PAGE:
Boom. Using this method has a number of advantages. First and most obviously, it’s faster to type. Secondly, it clusters things a little more neatly and list-like, which makes it easier to read (and modify). Also, note the signal connection on the end. I haven’t tried to use keyword arguments for overloaded signals (as in the QComboBox example) before, and I doubt it would work. I should mention a caveat I’ve run into regarding signal connection by keyword. I usually lump all of my signal and slot connections in a method I also usually call connectSignals()–I’m tricky with names like that. Doing this makes it easy to see exactly what signals/slots are connected, modify them, and selectively disable if necessary for debugging. Having an extraneous signal connected elsewhere–even if it’s for a QPushButton connected to QDialog.close()–is a little out of place. If you lump your signal connections in the same way, be aware that connecting signals by keyword argument can become an issue.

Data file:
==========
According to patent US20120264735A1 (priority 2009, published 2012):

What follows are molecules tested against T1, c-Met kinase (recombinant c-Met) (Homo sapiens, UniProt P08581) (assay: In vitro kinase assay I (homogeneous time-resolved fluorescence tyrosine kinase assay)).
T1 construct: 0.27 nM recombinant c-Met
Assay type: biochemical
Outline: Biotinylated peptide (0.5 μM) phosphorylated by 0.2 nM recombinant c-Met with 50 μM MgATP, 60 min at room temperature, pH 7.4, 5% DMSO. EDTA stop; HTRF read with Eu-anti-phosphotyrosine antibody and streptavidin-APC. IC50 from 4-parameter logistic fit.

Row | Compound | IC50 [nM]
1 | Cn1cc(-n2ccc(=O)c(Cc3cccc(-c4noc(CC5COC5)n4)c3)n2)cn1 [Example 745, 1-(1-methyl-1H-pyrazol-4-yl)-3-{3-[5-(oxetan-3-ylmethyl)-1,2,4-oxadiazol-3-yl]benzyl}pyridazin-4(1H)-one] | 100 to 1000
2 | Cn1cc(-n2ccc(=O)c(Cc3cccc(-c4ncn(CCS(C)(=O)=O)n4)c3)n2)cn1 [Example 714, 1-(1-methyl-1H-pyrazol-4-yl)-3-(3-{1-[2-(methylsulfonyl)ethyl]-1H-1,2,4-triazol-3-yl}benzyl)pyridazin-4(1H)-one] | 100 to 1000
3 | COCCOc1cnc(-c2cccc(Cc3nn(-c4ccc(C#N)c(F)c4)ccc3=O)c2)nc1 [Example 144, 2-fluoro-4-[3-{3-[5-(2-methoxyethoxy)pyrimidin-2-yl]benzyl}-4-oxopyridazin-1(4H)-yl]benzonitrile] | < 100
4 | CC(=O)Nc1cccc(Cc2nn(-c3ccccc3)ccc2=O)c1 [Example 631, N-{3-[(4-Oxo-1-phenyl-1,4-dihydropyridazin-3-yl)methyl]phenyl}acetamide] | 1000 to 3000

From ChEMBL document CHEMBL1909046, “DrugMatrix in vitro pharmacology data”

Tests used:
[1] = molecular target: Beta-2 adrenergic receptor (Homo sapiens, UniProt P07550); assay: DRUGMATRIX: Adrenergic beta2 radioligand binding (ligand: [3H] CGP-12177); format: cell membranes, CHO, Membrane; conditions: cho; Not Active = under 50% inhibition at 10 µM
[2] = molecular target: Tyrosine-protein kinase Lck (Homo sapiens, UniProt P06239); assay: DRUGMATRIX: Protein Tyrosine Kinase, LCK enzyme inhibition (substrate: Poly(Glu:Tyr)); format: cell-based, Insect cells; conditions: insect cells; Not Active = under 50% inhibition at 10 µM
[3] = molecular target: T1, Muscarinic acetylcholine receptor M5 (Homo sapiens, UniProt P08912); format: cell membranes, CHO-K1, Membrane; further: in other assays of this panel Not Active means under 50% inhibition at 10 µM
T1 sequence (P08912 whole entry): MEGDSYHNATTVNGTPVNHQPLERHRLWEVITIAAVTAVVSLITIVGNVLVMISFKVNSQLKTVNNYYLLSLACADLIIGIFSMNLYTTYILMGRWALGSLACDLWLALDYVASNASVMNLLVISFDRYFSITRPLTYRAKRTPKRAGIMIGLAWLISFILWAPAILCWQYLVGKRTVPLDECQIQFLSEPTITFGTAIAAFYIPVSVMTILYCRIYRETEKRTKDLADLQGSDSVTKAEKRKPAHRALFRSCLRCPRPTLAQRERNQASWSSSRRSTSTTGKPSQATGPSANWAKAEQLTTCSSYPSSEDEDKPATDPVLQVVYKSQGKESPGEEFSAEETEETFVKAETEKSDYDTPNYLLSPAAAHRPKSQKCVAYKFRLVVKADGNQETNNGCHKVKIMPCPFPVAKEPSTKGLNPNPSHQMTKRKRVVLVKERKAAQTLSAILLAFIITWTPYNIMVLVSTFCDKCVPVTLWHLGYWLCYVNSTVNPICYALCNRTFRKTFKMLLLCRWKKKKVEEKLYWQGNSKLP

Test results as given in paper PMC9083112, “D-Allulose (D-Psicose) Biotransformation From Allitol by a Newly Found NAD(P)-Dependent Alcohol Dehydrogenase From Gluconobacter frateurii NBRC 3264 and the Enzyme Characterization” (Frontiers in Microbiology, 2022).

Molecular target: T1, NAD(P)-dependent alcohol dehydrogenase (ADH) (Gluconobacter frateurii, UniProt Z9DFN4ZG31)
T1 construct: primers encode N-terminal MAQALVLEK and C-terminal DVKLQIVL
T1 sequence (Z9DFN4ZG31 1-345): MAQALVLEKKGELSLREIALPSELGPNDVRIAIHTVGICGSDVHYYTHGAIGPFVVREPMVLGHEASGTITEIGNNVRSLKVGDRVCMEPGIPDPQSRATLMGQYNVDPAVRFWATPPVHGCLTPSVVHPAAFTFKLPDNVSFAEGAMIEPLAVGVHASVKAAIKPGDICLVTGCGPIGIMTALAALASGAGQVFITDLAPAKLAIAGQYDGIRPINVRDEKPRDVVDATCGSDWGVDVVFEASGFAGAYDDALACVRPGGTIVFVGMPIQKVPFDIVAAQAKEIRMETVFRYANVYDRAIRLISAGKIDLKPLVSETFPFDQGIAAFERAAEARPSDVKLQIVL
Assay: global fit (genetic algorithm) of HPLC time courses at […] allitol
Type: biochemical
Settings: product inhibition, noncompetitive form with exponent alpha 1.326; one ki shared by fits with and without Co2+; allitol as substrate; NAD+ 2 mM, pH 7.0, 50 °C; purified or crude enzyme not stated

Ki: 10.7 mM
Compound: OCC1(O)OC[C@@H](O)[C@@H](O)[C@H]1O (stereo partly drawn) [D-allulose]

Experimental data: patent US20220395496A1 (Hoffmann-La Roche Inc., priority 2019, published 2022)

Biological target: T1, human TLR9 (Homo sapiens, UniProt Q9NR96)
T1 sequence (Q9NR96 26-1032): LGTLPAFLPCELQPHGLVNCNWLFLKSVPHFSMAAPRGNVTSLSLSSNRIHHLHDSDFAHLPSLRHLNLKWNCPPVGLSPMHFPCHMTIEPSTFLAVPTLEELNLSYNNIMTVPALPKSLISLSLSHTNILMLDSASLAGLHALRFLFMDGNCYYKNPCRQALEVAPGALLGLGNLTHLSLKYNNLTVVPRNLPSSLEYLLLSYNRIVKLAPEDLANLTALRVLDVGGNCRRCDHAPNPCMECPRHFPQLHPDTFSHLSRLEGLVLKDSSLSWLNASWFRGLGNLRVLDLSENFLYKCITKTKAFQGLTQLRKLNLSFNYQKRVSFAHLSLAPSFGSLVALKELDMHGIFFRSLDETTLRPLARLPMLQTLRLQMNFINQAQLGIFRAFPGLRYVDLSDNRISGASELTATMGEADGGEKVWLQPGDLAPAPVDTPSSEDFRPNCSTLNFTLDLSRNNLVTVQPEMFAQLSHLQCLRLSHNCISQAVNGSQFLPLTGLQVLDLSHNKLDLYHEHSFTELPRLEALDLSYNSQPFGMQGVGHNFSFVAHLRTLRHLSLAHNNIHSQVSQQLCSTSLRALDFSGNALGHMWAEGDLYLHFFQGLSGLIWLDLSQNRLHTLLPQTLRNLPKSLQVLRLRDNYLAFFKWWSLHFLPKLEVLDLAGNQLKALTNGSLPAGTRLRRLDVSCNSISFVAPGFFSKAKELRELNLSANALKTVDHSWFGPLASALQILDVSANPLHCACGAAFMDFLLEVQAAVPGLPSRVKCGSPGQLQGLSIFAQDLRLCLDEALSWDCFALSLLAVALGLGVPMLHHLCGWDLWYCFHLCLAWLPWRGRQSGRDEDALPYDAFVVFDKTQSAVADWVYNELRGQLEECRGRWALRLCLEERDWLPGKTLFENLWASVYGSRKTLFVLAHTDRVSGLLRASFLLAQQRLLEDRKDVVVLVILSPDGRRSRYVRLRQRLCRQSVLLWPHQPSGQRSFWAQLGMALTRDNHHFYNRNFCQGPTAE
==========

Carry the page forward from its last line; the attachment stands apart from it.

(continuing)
All right, that’s it for now. Happy New Year.

Qt 4.8 (and the equivalent PyQt release) came out just in time with multithreaded http support and some other functional improvements. I mention multithreaded http primarily because I’m working with QtNetwork right now, and threading a simple dialog-based application would be a pain. Thankfully, I hadn’t attempted that portion of the code writing process yet–althought I have had to design with threading in mind. I can forget about dealing with that aspect now, gratefully, and focus on getting this &@#$% to work. I redesigned a few aspects of the code, but it’s ugly enough on the internals that I’m going to need to rewrite a lot of things.

The ideas are churning, and that’s good.

I’m sitting at work (Starbucks) typing up a random blog entry to get back into the habit of the blogging phenomenon. I couldn’t tolerate the old four sidebar style, so I’ve changed the blog appearance. Development on KyUI is halted temporarily while I teach myself QtNetwork. I’ve got two new widgets to throw into the mix, one based on work from another PyQt programmer. I’ll talk about that once it’s presentable. There are other ideas churning, but I’d rather not get into them until I actually make…what’s the word?…progress.